My experiences of the Netherlands are of 2-way provision on both sides of the road being quite common for busy roads, presumably because it reduces the need for cyclists to cross quite a lot. The exception would be in rural areas where provision would only be on one side. I don't recall that much one way provision for cyclists over there, and would probably consider it to be the exception rather than the rule, and I think that they are doing this for the benefit of cyclists, to make it easier for them. Safe and convenient infrastructure is continuous.

My limited experiences of segregated infrastructure in the UK are than it tends to be 2-way, but that this is more to keep all the cyclists together for the convenience of motorists than it is for cyclists. It often seems to require rather a lot more crossing of the road than seems like the safest way. Because cyclists have to spend so much time on the road one way infrastructure on both sides always seems like a better solution here to me because it is often rather easier to reintegrate with traffic.

I don't do all that much urban cycling in either country to be honest though.

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Re: Percentage of road side Dutch paths that are unidirectional in normal traffic direction?ly

Postby Vorpal » 30 Jan 2018, 2:01pm

IIRC, in engineering terms, it's fairly complex to work out whether a two-way path is permitted. It depends how far from the road it can be, whether there is space for signalised, protected crossings at junctions, whether there is space for cycle path on both sides of the road, what is the pedal cycle traffic density, and how it will connect to other facilities.

The standards are fairly clear about it, specifying minimum separation from the main carriageway, and things like that. Also, many bidirectional tracks are well away from the road, or completely separate infrastructure, so it would be unreasonable to compare them to a facility that is next and parallel to a road.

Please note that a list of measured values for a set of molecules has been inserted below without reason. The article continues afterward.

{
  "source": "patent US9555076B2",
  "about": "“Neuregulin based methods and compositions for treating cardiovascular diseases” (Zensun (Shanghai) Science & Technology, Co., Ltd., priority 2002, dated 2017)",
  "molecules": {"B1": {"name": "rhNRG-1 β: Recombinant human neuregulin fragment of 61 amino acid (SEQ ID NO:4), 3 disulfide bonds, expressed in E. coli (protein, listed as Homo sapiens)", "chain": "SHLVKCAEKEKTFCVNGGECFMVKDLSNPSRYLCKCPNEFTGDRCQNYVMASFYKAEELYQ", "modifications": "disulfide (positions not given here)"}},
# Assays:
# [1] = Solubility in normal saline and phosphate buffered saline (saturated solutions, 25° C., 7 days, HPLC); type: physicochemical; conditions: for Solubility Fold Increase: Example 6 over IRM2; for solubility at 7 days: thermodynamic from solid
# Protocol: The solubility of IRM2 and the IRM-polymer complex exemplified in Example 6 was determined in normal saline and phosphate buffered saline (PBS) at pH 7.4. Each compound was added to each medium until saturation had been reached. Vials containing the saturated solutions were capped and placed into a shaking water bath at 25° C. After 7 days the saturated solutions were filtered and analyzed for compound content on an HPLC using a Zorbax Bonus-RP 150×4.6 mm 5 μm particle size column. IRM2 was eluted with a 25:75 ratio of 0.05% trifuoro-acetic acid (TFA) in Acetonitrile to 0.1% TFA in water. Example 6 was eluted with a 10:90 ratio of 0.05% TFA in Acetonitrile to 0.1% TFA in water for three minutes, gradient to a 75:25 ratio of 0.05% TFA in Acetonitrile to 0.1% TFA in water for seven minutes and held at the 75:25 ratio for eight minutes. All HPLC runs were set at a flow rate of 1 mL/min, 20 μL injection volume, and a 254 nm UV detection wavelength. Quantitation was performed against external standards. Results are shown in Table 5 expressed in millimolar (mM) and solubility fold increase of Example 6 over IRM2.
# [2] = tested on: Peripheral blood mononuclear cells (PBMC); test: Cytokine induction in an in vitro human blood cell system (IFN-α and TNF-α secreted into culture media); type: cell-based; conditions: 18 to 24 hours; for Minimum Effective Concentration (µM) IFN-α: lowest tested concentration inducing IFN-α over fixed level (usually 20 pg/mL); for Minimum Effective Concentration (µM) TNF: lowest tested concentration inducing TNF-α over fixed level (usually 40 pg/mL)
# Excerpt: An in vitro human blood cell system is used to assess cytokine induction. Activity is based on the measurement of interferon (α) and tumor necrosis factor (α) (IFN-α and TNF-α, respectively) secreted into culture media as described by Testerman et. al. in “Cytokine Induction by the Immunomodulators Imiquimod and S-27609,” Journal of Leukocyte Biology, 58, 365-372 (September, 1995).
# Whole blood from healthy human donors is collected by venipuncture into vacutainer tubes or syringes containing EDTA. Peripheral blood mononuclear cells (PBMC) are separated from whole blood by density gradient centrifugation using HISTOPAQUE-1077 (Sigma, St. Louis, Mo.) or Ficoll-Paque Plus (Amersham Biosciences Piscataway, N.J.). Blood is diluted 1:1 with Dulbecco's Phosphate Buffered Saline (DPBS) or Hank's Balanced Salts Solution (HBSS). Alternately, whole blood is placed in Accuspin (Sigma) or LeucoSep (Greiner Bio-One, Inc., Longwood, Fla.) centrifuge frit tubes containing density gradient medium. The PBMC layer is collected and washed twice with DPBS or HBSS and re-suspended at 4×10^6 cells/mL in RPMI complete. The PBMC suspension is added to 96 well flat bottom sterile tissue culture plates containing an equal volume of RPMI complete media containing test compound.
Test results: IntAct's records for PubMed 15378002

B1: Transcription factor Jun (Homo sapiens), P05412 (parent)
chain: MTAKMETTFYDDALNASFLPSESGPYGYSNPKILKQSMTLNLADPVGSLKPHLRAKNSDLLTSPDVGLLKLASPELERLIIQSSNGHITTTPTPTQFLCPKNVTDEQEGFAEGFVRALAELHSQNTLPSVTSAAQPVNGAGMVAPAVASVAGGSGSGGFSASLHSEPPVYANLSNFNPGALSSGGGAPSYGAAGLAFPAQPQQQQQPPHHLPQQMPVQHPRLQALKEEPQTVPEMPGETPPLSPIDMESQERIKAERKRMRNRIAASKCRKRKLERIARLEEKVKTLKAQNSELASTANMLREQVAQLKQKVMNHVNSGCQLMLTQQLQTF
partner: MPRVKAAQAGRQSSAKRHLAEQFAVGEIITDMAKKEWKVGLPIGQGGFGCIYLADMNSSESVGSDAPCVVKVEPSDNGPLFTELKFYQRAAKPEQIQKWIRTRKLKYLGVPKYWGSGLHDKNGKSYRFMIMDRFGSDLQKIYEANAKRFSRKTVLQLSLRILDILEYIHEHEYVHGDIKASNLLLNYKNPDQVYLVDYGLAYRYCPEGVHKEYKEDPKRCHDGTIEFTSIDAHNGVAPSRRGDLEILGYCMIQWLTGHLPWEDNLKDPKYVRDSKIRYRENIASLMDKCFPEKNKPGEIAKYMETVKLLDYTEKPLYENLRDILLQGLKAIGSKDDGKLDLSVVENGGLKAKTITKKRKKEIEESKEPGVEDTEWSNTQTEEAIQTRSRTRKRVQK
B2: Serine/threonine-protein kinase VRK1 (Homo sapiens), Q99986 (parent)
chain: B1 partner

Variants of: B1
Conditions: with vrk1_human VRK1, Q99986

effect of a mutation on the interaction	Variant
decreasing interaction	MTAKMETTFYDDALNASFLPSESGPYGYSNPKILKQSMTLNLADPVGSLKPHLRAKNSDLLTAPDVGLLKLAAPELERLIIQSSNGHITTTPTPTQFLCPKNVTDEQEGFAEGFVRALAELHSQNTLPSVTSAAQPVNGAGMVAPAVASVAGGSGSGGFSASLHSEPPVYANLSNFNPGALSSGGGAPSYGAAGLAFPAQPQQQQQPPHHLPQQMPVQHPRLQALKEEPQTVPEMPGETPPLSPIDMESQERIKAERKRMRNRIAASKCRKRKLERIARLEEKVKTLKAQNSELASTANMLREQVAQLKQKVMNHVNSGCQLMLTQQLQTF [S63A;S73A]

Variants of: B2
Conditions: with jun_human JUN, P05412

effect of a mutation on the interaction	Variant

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Re: Percentage of road side Dutch paths that are unidirectional in normal traffic direction?ly

Postby Wanlock Dod » 30 Jan 2018, 3:32pm

Vorpal wrote:...well away from the road...

I find this about rather a lot of their infrastructure, and I'm sure it's better for it. I've certainly never had to cycle on a pavement on the wrong side of the road over there.

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Re: Percentage of road side Dutch paths that are unidirectional in normal traffic direction?ly

Postby Tigerbiten » 30 Jan 2018, 4:45pm

Do you mean like (https://goo.gl/maps/uj2hwrvHwqD2) a center lane and two half unidirectional lanes outside it.
I found that system tended to on quiet back lanes.

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Re: Percentage of road side Dutch paths that are unidirectional in normal traffic direction?ly

Postby Vorpal » 30 Jan 2018, 11:07pm

Tigerbiten wrote:Do you mean like (https://goo.gl/maps/uj2hwrvHwqD2) a center lane and two half unidirectional lanes outside it.
I found that system tended to on quiet back lanes.

I think SA_SA_SA is asking about
https://www.google.no/maps/@52.3321962, ... 312!8i6656 or https://www.google.no/maps/@52.3315697, ... 376!8i2688
versus
https://www.google.no/maps/@52.3490481, ... 312!8i6656 or
https://www.google.no/maps/@52.3495369, ... 376!8i2688

The second type are theoretically meant to be used in the same direction as motor traffic, but in fact a significant minority cycle the wrong way on them.
“In some ways, it is easier to be a dissident, for then one is without responsibility.”